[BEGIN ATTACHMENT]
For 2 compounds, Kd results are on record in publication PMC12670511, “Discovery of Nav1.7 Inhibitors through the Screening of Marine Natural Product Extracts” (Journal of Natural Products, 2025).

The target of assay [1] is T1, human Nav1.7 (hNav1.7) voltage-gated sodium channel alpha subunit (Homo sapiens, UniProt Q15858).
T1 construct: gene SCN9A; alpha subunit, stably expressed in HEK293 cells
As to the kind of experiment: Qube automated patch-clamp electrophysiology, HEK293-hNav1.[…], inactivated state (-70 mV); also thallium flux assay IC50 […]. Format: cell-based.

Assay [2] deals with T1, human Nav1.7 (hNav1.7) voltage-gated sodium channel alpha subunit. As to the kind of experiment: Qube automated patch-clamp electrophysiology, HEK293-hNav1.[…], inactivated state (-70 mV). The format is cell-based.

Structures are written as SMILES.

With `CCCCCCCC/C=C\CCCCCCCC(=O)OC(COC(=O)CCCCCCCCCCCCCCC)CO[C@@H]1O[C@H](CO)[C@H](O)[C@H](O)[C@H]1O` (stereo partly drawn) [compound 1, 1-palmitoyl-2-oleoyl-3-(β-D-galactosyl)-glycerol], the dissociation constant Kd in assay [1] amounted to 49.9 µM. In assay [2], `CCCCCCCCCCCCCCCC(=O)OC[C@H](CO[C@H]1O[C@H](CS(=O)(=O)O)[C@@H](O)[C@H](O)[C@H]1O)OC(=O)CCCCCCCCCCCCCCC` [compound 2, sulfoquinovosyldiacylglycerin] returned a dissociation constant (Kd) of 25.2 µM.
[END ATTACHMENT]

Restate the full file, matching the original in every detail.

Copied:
For 2 compounds, Kd results are on record in publication PMC12670511, “Discovery of Nav1.7 Inhibitors through the Screening of Marine Natural Product Extracts” (Journal of Natural Products, 2025).

The target of assay [1] is T1, human Nav1.7 (hNav1.7) voltage-gated sodium channel alpha subunit (Homo sapiens, UniProt Q15858).
T1 construct: gene SCN9A; alpha subunit, stably expressed in HEK293 cells
As to the kind of experiment: Qube automated patch-clamp electrophysiology, HEK293-hNav1.[…], inactivated state (-70 mV); also thallium flux assay IC50 […]. Format: cell-based.

Assay [2] deals with T1, human Nav1.7 (hNav1.7) voltage-gated sodium channel alpha subunit. As to the kind of experiment: Qube automated patch-clamp electrophysiology, HEK293-hNav1.[…], inactivated state (-70 mV). The format is cell-based.

Structures are written as SMILES.

With `CCCCCCCC/C=C\CCCCCCCC(=O)OC(COC(=O)CCCCCCCCCCCCCCC)CO[C@@H]1O[C@H](CO)[C@H](O)[C@H](O)[C@H]1O` (stereo partly drawn) [compound 1, 1-palmitoyl-2-oleoyl-3-(β-D-galactosyl)-glycerol], the dissociation constant Kd in assay [1] amounted to 49.9 µM. In assay [2], `CCCCCCCCCCCCCCCC(=O)OC[C@H](CO[C@H]1O[C@H](CS(=O)(=O)O)[C@@H](O)[C@H](O)[C@H]1O)OC(=O)CCCCCCCCCCCCCCC` [compound 2, sulfoquinovosyldiacylglycerin] returned a dissociation constant (Kd) of 25.2 µM.